Jeb Bush - Not another Bush.  Not.  Ever.

Brian Sandoval - The Governor of Nevada has a few things going for him.  First, he was a former judge and an Attorney General, something that suggests competence.  Second, his family is Mexican, so he might be better for the ticket than Marco Rubio in that regard.  And finally, Nevada is a battleground state, one with only 6 electoral votes but a battleground nonetheless.  The big weakness that he has is that he only took office in 2011, so, once again, we are left with wondering whether he is ready to be one heartbeat away from the Presidency.  Here is another one we might want to leave for future races (it's nice to know though that we seem to have a deep bench).

Susana Martinez - The Governor of New Mexico has been brought up as a potential candidate in the past mainly because she is a woman and has a Mexican background.  But once again, we come up with the dreaded reality of the fact that she has very limited experience.  Like Sandoval and Rubio, she only took office last year so she has almost zero administrative experience.  Before that, she was just a district attorney.

And there you have it.  Sorry if I left out anybody who is your favorite.  I generally didn't look at too many Senators as I think they would be a detriment to the ticket, especially when we have quality Governors to choose from.  In there end, I think Romney should choose someone like Tim Pawlenty or Bobby Jindal to be his VP.  Both are competent administrators who can draw a real distinction with how a Romney administration would differ from the last 4 disastrous years.  Plus, with some grooming and some time in the national spotlight, both could be great Presidential candidates in their own right down the line.

Nigel Farage Thinks the Head of the EC is a Deluded Communist Idiot

Another great one from Nigel Farage, this time commenting on the EC President's statement that the US is to blame for Europe's ills (h/t ZeroHedge):

Great, Though Dark, Whittaker Chambers Quote

I've finally gotten around to reading the Whittaker Chambers classic Witness, which is about his time as a Communist and his conversion to the light (and the Republican Party).  The Foreword is written by William F. Buckley  and they include this gem of a quote from Whittaker Chambers:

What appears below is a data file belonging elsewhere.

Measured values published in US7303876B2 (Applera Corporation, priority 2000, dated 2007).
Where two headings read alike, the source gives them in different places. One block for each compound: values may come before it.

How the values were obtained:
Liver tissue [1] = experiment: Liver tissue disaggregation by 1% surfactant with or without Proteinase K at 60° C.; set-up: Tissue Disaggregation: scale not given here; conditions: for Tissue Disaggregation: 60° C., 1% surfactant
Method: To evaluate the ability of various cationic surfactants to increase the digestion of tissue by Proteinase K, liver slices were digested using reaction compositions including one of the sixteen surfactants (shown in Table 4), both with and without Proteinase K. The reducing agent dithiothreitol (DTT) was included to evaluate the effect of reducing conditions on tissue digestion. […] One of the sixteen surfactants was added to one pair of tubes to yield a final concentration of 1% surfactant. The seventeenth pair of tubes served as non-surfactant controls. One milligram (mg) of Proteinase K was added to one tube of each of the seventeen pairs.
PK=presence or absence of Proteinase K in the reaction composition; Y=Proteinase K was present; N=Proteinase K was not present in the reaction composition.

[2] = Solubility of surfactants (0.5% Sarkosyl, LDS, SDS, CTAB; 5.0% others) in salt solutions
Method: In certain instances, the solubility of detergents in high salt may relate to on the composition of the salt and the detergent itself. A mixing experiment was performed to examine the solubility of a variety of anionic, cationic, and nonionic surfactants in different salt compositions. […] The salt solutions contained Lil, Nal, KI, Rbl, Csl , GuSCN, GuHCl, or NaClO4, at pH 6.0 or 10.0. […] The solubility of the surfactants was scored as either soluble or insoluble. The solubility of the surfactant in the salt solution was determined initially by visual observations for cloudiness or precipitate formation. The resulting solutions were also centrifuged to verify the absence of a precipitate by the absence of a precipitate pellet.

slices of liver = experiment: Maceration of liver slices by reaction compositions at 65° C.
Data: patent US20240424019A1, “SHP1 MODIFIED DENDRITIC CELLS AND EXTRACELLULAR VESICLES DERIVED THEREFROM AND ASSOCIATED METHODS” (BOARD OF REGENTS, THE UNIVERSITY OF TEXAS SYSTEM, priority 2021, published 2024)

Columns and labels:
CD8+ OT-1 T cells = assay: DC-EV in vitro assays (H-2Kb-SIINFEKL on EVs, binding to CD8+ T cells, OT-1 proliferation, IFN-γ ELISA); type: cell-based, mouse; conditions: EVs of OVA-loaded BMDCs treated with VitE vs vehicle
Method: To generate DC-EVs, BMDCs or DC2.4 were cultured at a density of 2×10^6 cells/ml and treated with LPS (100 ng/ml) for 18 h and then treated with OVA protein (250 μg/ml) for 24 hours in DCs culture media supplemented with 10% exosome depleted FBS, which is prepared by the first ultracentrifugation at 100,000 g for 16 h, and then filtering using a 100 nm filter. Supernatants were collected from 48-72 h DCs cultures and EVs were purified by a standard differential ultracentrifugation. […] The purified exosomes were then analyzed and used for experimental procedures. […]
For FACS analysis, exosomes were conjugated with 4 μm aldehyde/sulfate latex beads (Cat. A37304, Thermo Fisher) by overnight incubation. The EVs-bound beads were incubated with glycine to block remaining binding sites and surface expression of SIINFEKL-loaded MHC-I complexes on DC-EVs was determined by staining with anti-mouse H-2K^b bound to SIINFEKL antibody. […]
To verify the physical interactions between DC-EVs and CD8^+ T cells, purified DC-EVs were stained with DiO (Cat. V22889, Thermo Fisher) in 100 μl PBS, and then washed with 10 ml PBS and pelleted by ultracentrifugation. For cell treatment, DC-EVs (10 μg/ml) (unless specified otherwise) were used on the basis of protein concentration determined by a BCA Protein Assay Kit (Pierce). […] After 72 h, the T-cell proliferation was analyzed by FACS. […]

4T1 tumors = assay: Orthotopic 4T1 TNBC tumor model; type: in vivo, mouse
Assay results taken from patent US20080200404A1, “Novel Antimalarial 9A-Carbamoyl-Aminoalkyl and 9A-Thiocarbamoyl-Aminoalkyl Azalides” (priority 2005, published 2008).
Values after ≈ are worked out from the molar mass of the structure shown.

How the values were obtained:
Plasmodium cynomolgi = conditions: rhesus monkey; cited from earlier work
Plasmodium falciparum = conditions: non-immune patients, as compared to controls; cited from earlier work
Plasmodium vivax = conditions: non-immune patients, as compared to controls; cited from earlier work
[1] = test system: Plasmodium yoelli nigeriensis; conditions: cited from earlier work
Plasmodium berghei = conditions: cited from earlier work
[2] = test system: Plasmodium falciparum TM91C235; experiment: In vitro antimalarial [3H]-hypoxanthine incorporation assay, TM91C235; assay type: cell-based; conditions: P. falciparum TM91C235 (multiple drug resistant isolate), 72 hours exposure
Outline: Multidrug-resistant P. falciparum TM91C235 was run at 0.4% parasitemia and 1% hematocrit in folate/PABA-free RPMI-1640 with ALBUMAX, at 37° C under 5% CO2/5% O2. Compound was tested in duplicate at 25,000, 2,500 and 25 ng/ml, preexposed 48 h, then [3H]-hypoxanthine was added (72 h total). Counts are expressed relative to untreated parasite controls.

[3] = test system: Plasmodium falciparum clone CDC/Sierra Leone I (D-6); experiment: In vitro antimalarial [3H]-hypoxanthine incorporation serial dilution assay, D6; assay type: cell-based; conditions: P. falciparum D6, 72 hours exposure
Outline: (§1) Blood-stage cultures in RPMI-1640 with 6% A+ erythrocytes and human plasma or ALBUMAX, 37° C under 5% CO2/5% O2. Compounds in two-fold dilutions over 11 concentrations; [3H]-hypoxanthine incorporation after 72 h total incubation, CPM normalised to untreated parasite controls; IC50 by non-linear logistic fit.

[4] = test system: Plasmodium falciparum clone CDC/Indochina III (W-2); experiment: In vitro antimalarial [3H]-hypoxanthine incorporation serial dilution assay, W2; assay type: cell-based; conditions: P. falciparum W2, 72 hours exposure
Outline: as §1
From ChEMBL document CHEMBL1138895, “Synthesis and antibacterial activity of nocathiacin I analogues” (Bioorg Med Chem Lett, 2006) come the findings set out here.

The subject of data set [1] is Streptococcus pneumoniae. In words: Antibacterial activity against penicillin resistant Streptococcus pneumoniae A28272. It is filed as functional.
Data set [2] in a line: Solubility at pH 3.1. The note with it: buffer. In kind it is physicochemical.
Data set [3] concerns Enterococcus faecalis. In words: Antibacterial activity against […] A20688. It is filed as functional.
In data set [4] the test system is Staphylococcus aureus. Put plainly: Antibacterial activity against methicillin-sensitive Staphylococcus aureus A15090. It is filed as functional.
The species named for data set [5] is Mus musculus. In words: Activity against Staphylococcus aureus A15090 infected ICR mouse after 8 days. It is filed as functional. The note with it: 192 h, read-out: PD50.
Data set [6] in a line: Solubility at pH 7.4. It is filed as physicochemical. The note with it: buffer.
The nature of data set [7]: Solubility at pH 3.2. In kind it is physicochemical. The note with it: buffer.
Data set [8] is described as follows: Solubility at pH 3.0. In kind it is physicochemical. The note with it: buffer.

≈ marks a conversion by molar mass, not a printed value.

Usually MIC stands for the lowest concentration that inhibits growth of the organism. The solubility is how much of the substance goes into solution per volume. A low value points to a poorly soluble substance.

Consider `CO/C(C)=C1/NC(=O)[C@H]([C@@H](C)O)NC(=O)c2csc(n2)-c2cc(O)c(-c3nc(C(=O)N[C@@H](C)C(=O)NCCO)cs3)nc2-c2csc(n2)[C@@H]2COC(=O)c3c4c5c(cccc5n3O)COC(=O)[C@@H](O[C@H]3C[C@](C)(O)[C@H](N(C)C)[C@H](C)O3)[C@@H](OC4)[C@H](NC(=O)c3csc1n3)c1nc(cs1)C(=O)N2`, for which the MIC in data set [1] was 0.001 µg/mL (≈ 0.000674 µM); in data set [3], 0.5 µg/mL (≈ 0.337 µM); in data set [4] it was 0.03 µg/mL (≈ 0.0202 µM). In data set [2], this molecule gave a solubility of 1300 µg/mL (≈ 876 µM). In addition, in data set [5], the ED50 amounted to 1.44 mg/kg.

It is idle to talk about preventing the wreck of Western civilization. It is already a wreck from within. That is why we can hope to do little more now than snatch a fingernail of a saint from the rack or a handful of ashes from the faggots, and bury them secretly in a flowerpot against the day, ages hence, when a few men begin again to dare to believe that there was once something else, that something else is thinkable, and need some evidence of what it was, and the fortifying knowledge that there were those who, at the great nightfall, took loving thought to preserve the tokens of hope and truth.

Tuesday, June 19, 2012

Shocker: Iran Talks Fail

Okay, it's not THAT shocking, at least not to anyone with half a brain (which excludes the Obama administration, I guess).  After months of delaying any action on Iran, months that have given Iran the opportunity to get closer to nuclear weapons, the P5+1 talks with Iran have been suspended.  I guess the only good news is that the farce is not continuing next month and Israel may finally have the cover they need to bomb the Iranian program straight to hell.  Israel has been very patient, allowing years to pass as the western powers tried everything in their non-military arsenal to coax Iran to giving up nukes.  Now they have no reason to wait.  Iran will never give up their nuclear program willingly, that has to be clear to just about everyone at this point.

On another note, I wonder if this suspension of talks is one of the reasons Hamas has started sending rockets (45 and counting) into southern Israel.  While rocket fire in Israel is nothing new, Hamas admitting to it is kinda new as they have generally been afraid of Israeli retaliation since Operation Cast Lead.  While they have an excuse, one of their members was killed in retaliation for an attack on Israeli fence workers, this seems a little over the top.  Perhaps they are trying to keep Israel's mind off of other matters (Iran and/or Syria) by escalating as they have?  Of course, its also possible that the person from Hamas who claimed responsibility wasn't authorized to claim responsibility and this dustup will calm down in a few days (Palestinian terrorist organizations aren't known for their discipline). 

Anyway, we'll see what happens next.  I have a feeling it's going to be a hot summer.

Jon Stewart Interviews the Drachma

Biderman: Germany Has to Say No

A great little rant on my Germany needs to stop providing any funding to Spain, Italy and Greece (h/t ZeroHedge):

Monday, June 18, 2012

We Need to Support the Egyptian Military Takeover of Egypt

Once again, I find myself turning my back on the neocon label I put on myself (I did so last week as well).  The Egyptian military recently dissolved the Radical Islamist dominated parliament and declared martial law.  Also, it now seems unclear what real powers the newly elected President will have.  The Egyptian military is clearly very reticent about turning power over to the Muslim Brotherhood and may even be contemplating a complete takeover of the government. I think this is something we should support.  I just don't see how it is in our interest to force the Egyptian military to stand down and let the Muslim Brotherhood takeover a country with over 80 million people and 1,130 M1 tanks.  The only way you can justify such a move is through tortured logic, like the one neocon Max Boot uses: